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16 September 2008 @ 11:28 am
Trying to understand a new word  
My Word Master Friends,

SYNECDOCHE

Is Kleenex a synecdoche of facial tissues?

I'm having a hard time wrapping my head around the definition and its use. I discovered it in Longitude by Dava Sobel, and in a context that was unrevealing to me.

If the above is not a proper use of it, can you give me a sentence that is?

Thank you!
 
 
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marc17marc17 on September 16th, 2008 06:40 pm (UTC)
"eponyms" or "brand eponym" seems to be the answer.

Synecdoche does not seem to be the answer as defined as the items are not being described as a part of the item.
Satan's Tilt-A-Whirlsavannarama on September 16th, 2008 06:55 pm (UTC)
I agree. Kleenex is not part of facial tissue, nor is facial tissue part of Kleenex. Eponym does seem right.

I hadn't heard a word describing the synecdoche concept before; pretty cool.
Satan's Tilt-A-Whirlsavannarama on September 16th, 2008 06:59 pm (UTC)
Although "the species for the genus (as cutthroat for assassin)" is arguable. Kleenex could be seen as a species of facial tissue. However, Kleenex is constantly used as a perfect example of the eponym, like "Band-aid" (which is not all bandages, but has become a word for all bandages).

Most of the definition of synecdoche seems focused on parts vs. whole, though.
sculptruth on September 16th, 2008 06:43 pm (UTC)
Yes!

Just like people say "Coke" for any soft drink (not common I suppose, but I've known a few). Or "Hobart" for any upright mixer (common in restaurants). "Wheels" for car. "Threads" for clothes.

Somewhere in here there's a clever joke about politicians, but I haven't had enough coffee to get there from here.

I need more Starbucks in my Synecdoche.
(Deleted comment)
sculptruth on September 16th, 2008 07:09 pm (UTC)
Metonym, sure; I'm dubious about eponym. It's generalising to use proprietary terms like "coke" or "hobart" or "aspirin" but I think that it's nonetheless a valid example of the word in question.
Kburgunder on September 16th, 2008 07:14 pm (UTC)
I think, based on Savannah's later comment, that eponyms (metronyms? Oh dear gods, I didn't sign up for 3 new words! Just 1! -laugh- ) might be a subset of synecdoches. Cutthroat can refer to assassin, by the Merriam-Webster definition, which I think is the same idea as the Kleenex for facial tissue example...

When even a grammatical definition is open to debate, I think it's fair to say the parent language is INSANE! :) Silly silly crazy silly English.
sculptruth on September 16th, 2008 07:20 pm (UTC)
True true; I much prefer Spanish or French, both of which just make a hell of a lot more sense than English to me. This complicated mess is too semantic for my taste.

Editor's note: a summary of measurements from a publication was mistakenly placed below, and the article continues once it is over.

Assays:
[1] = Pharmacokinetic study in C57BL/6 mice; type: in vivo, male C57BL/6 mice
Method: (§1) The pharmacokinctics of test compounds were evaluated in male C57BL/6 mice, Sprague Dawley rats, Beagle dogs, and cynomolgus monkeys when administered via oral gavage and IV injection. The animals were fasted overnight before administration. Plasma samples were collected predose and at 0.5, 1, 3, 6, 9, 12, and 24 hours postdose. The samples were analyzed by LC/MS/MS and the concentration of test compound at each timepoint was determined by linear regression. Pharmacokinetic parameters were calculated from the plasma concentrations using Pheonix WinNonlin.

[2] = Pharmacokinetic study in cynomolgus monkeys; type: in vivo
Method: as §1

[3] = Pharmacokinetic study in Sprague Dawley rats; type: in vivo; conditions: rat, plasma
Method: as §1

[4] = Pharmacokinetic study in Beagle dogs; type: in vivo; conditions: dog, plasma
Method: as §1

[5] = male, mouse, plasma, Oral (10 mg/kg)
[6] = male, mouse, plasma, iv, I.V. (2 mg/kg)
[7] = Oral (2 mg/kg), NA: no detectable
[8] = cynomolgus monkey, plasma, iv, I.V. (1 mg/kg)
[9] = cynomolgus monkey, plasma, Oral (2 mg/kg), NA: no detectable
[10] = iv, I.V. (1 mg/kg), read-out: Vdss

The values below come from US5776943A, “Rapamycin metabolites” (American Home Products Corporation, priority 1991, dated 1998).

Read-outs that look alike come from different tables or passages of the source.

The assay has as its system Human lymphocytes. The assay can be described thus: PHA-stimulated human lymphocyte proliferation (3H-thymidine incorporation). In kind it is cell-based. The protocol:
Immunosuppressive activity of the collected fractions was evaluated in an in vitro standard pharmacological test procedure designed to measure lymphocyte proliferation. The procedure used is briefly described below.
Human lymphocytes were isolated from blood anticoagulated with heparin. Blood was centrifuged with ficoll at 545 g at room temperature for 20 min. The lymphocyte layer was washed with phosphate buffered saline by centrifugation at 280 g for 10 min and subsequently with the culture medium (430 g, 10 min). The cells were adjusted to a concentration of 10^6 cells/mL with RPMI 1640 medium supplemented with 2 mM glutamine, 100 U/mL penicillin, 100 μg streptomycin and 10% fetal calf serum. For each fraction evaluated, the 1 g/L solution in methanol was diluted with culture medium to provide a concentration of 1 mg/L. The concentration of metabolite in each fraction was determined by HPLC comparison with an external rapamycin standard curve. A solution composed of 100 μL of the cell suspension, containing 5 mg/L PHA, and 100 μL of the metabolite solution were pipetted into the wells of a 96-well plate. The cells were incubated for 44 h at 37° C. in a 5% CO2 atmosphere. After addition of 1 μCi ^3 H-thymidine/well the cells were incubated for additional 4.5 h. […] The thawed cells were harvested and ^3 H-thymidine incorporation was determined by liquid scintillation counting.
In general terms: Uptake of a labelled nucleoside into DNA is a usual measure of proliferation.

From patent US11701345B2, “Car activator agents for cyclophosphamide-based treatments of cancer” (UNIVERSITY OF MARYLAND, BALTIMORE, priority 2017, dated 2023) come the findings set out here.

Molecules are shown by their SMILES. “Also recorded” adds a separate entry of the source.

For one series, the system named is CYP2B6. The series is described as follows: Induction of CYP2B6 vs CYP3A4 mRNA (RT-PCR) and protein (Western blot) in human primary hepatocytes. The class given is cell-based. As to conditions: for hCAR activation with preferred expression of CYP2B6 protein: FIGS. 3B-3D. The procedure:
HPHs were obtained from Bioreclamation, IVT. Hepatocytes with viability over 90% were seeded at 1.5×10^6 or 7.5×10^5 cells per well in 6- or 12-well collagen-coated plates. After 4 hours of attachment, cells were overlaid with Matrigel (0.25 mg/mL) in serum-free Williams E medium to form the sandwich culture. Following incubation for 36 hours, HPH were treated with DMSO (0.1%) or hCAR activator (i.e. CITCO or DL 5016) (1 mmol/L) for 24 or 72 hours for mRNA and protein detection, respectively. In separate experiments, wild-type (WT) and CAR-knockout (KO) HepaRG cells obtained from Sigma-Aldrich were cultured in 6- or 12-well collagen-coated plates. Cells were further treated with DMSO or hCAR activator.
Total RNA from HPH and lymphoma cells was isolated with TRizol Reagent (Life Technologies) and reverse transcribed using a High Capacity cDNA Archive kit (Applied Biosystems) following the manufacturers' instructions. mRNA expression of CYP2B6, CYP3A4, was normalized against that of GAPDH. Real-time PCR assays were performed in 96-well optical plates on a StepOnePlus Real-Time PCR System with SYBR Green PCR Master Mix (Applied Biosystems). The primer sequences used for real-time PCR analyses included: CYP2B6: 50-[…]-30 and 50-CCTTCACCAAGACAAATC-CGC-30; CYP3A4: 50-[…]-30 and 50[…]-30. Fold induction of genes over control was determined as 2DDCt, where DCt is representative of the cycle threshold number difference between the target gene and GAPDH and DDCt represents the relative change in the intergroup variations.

(no subject) - burgunder on September 16th, 2008 07:41 pm (UTC) (Expand)
Douglaschiaspod on September 16th, 2008 07:31 pm (UTC)
Um, they're:
a) not really open to debate. Misunderstanding, yes. But say "eponym" or "metonym" to an English professor and they're going to know exactly what it means. :)
b) A cutthroat is a specific subset of the overall class of assassins - there are snipers, stranglers, poisoners, etc. A Kleenex is neither a subcomponent nor superset of facial tissue - it encompasses the whole, and shares a 1:1 definition with facial tissue. It is completely synonymous, and can be used interchangeably.

b-sub-1) You wouldn't say "a cutthroat shot Lincoln in the head." :)

English is extremely complex, yet predictable - the reason it seems insane is that most people have better things to do than learn the majority of underlying structures. It's no more complicated than French's spelling, for instance.
(no subject) - burgunder on September 16th, 2008 07:44 pm (UTC) (Expand)
(no subject) - burgunder on September 16th, 2008 07:47 pm (UTC) (Expand)
(no subject) - khallis on September 17th, 2008 10:22 am (UTC) (Expand)
(no subject) - chiaspod on September 17th, 2008 03:59 pm (UTC) (Expand)
(no subject) - burgunder on September 17th, 2008 04:57 pm (UTC) (Expand)
(no subject) - chiaspod on September 17th, 2008 04:45 pm (UTC) (Expand)
interit: foamy pills to cure the deatha_muse_d on September 16th, 2008 09:20 pm (UTC)
"Bayer" is the brand, "aspirin" is the drug...
sculptruth on September 16th, 2008 09:32 pm (UTC)
Jesus, this conversation is full of fun. My point was people say "aspirin" in lieu of any painkiller.

Nonetheless, I'm not the one who is illustrating the term in any way that I claim to be accurate -- see the comments of others for more eloquent elaboration.
Douglaschiaspod on September 16th, 2008 07:12 pm (UTC)
Gwywnnydd and Savannarama are mostly correctly - though technically Coke, Kleenex, Xerox, etc. are proprietary eponyms, separating them from true eponyms.

Should I bring up "metonymy" just to mess with you more?
Kburgunder on September 16th, 2008 07:15 pm (UTC)
heh, yes, because it's come up to my increasing confusion, so I may as well seek clarity while we're on the subject ;>
(no subject) - chiaspod on September 16th, 2008 07:25 pm (UTC) (Expand)
(no subject) - tenshiemi on September 16th, 2008 07:32 pm (UTC) (Expand)
(no subject) - sculptruth on September 16th, 2008 07:38 pm (UTC) (Expand)
(no subject) - burgunder on September 16th, 2008 07:49 pm (UTC) (Expand)
(no subject) - burgunder on September 16th, 2008 08:01 pm (UTC) (Expand)
(no subject) - (Anonymous) on September 16th, 2008 08:10 pm (UTC) (Expand)
(no subject) - burgunder on September 16th, 2008 08:18 pm (UTC) (Expand)
(no subject) - chiaspod on September 16th, 2008 08:07 pm (UTC) (Expand)
interit: Ixia_muse_d on September 16th, 2008 09:18 pm (UTC)
gesundheit.
bellabellanorth on September 17th, 2008 06:34 pm (UTC)
Being a brand name, I don't think Kleenex is a good example. But those folks who ask for aspirin when they want any OTC pain reliever (aspirin, acetaminophen, ibuprofen)? That's an example of synecdoche.